Rubio Adopts Neoconservative Foreign Policy

Rubio Adopts Neoconservative Foreign Policy
by JBS President John F. McManus

The George H. W. Bush administration (1989-1993) included foreign policy hawks Dick Cheney, Donald Rumsfeld, Paul Wolfowitz, John Bolton, and others. These men arranged the 1991 “Desert Storm” attack on Iraq, that half-forgotten UN-authorized campaign that lasted only a few weeks. Saddam Hussein’s forces were ousted from Kuwait while Mr. Bush was proclaiming the emergence of a “new world order” and a “reinvigorated United Nations.” No sooner had this operation ended than these same men were laying plans for a second war against Iraq. But Bill Clinton got in the way by besting Bush in the 1992 election. The men who wanted more war had to exit their government posts.

Four years later in 1997, these same individuals helped to form the Project For the New American Century (PNAC). Its stated purposes included 1) increased defense spending to carry out “global responsibilities,” 2) forming alliances to “challenge regimes hostile to our interests,” and 3) recognition of our nation’s “unique role in preserving and extending international order.” Summed up, PNAC called for the U.S. to be the world’s policeman and to become leader of a new American empire in cooperation with the United Nations. No longer in office, however, these world planners and 20 of their colleagues at PNAC actually sent letters to President Clinton and House Speaker Gingrich urging another full-scale attack on Iraq. Clinton didn’t bite and neither did Gingrich.

But when George W. Bush moved into the White House in 2001, he brought many of the PNAC’s war-mongers back into power. Led by Cheney and Rumsfeld now Vice President and Secretary of Defense, the PNAC’s empire builders actually called for another foray into Iraq before the September 11, 2001 terrorist attack. They soon got their wish for further war, not only in Iraq but also in Afghanistan.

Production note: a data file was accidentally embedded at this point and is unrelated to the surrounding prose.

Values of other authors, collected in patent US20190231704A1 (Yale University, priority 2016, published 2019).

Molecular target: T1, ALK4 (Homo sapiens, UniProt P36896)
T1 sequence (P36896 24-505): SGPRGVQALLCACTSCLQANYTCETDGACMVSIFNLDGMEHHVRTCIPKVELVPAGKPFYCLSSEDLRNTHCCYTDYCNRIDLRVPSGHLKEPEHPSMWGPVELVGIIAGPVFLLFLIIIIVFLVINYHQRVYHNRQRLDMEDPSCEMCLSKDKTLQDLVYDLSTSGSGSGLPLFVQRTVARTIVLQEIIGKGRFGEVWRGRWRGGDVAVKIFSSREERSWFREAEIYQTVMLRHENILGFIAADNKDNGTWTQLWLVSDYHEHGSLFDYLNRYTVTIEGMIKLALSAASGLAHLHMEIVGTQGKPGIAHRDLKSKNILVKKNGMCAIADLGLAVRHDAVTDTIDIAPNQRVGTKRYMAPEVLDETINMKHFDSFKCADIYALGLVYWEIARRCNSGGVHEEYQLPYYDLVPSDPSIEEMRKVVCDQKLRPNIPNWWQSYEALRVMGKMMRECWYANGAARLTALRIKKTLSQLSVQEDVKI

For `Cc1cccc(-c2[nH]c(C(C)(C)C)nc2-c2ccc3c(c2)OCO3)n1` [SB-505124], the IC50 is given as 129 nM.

Leading neonconservative William Kristol of The Weekly Standard moved in to become the top dog at PNAC and soon abolished it in favor of a new organization, the Foreign Policy Initiative (FPI) which he now leads. FPI simply repeated all of what PNAC had stood for. Which brings us to the newest open champion of neonconservative goals.

During his speech at the March 2014 CPAC convention, Senator Marco Rubio (R-Fla.) warned about threats from the world’s major totalitarian regimes. He pointed to China’s moves to control Pacific sea lanes, North Korea’s potential to detonate a nuclear bomb over California, Iran’s ability to nuke Israel and the U.S. east coast, and Russia’s moves in Ukraine. What to do about these rogue nations and their leaders? Rubio laid it out straight in unambiguous terms. He insisted, “There is only one nation on earth capable of rallying the free people on earth to stand up to totalitarians. The United Nations can’t do this. In fact, they can’t do anything…. Without American engagement, the world I just described to you is not just a possibility; it is a real probability.”

Chalk up one more advocate of neoconservatism’s call for worldwide involvement by the United States, even advocacy of war. Because of his speech, Rubio remarkably improved his stature within the Establishment and the FPI. It remains to be seen whether his stock amongst grassroots Republicans will grow or decline.

Read more about neoconservatives in The New American‘s article, Neocon Control (not affiliated with the Project For the New American Century (PNAC)).


One Comment on “Rubio Adopts Neoconservative Foreign Policy”

  1. Donald Kennedy says:

    Sent from Windows Mail

    Like


Leave a Reply

Fill in your details below or click an icon to log in:

WordPress.com Logo

You are commenting using your WordPress.com account. Log Out / Change )

Twitter picture

You are commenting using your Twitter account. Log Out / Change )

Facebook photo

You are commenting using your Facebook account. Log Out / Change )

Google+ photo

You are commenting using your Google+ account. Log Out / Change )

Connecting to %s